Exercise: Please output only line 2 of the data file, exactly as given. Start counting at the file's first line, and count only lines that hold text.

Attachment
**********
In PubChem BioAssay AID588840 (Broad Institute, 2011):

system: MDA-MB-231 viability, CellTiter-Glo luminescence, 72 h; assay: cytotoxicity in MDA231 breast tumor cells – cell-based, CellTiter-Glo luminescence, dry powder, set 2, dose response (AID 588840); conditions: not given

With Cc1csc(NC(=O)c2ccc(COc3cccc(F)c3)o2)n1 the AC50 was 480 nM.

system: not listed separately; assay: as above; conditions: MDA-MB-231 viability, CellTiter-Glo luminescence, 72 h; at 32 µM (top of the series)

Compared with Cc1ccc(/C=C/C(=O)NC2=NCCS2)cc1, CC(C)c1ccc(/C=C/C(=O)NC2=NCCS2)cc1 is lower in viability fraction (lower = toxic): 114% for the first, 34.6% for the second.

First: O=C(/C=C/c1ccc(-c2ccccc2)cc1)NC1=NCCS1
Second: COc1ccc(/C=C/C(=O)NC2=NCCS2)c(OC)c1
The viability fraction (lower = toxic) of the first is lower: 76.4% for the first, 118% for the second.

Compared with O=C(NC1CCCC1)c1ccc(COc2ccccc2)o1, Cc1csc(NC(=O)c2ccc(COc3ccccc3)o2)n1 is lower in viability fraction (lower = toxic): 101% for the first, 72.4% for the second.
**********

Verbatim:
system: MDA-MB-231 viability, CellTiter-Glo luminescence, 72 h; assay: cytotoxicity in MDA231 breast tumor cells – cell-based, CellTiter-Glo luminescence, dry powder, set 2, dose response (AID 588840); conditions: not given